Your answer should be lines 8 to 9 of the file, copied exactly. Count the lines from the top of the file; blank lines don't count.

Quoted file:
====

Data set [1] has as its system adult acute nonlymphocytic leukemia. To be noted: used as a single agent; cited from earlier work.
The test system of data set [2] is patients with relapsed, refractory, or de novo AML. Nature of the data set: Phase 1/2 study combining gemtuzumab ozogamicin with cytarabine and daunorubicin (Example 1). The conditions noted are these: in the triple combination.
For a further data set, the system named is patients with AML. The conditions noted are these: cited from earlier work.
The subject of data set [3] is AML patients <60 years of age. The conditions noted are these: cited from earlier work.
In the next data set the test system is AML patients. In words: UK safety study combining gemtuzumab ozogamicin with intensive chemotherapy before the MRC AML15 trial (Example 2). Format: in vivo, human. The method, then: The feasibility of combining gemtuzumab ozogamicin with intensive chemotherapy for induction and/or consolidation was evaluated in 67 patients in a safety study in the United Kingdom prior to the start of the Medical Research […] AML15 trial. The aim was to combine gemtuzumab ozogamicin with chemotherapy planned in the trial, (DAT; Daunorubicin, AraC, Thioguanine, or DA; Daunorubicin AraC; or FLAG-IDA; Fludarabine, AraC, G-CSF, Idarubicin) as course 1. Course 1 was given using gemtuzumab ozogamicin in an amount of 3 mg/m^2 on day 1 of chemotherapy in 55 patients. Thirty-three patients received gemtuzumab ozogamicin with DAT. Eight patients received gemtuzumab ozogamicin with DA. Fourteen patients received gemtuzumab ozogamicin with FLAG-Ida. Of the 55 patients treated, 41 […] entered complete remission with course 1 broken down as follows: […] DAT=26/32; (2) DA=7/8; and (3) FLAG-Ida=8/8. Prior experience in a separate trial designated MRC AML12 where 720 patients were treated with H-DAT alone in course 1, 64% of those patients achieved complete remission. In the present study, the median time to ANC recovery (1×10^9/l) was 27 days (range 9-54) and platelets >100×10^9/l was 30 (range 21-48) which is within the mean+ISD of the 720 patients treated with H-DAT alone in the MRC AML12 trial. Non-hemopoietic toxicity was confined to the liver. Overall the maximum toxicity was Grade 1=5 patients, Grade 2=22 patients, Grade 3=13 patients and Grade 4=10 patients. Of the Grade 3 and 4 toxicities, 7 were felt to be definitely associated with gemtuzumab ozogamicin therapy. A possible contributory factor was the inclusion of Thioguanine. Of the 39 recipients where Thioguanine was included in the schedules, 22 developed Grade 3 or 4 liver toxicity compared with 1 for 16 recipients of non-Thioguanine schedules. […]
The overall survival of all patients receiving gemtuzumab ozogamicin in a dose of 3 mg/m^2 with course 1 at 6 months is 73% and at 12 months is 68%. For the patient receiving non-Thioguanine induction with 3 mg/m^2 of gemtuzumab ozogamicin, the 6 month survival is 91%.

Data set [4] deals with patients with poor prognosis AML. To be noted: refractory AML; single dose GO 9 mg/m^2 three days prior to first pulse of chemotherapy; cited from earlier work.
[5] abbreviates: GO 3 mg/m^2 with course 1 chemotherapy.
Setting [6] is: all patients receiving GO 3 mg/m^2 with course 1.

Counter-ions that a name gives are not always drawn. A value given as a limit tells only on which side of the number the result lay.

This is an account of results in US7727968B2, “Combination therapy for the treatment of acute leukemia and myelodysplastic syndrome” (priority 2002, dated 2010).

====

[5] abbreviates: GO 3 mg/m^2 with course 1 chemotherapy.
Setting [6] is: all patients receiving GO 3 mg/m^2 with course 1.